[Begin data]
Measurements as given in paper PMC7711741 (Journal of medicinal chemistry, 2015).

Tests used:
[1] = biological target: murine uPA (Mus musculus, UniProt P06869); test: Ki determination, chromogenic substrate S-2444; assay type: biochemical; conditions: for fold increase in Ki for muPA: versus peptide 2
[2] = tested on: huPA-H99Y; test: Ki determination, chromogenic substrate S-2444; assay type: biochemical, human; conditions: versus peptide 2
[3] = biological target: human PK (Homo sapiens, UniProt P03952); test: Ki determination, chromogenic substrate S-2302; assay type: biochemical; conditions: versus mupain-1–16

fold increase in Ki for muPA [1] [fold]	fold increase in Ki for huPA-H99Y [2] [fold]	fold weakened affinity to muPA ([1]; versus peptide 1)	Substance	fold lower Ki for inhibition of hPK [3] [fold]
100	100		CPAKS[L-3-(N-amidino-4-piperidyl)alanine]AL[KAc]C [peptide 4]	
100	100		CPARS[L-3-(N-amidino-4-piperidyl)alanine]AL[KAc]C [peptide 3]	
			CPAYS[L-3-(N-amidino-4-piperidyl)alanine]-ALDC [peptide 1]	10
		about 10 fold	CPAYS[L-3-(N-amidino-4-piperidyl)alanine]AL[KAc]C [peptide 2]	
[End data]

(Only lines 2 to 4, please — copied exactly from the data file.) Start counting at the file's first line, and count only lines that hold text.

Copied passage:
Tests used:
[1] = biological target: murine uPA (Mus musculus, UniProt P06869); test: Ki determination, chromogenic substrate S-2444; assay type: biochemical; conditions: for fold increase in Ki for muPA: versus peptide 2
[2] = tested on: huPA-H99Y; test: Ki determination, chromogenic substrate S-2444; assay type: biochemical, human; conditions: versus peptide 2